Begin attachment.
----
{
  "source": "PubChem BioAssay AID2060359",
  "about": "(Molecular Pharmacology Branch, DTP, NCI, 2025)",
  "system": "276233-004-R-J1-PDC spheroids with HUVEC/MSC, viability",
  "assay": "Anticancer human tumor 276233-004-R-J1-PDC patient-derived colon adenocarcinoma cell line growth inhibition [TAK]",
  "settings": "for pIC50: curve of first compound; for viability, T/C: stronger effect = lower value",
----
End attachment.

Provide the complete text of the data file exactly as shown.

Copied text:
{
  "source": "PubChem BioAssay AID2060359",
  "about": "(Molecular Pharmacology Branch, DTP, NCI, 2025)",
  "system": "276233-004-R-J1-PDC spheroids with HUVEC/MSC, viability",
  "assay": "Anticancer human tumor 276233-004-R-J1-PDC patient-derived colon adenocarcinoma cell line growth inhibition [TAK]",
  "settings": "for pIC50: curve of first compound; for viability, T/C: stronger effect = lower value",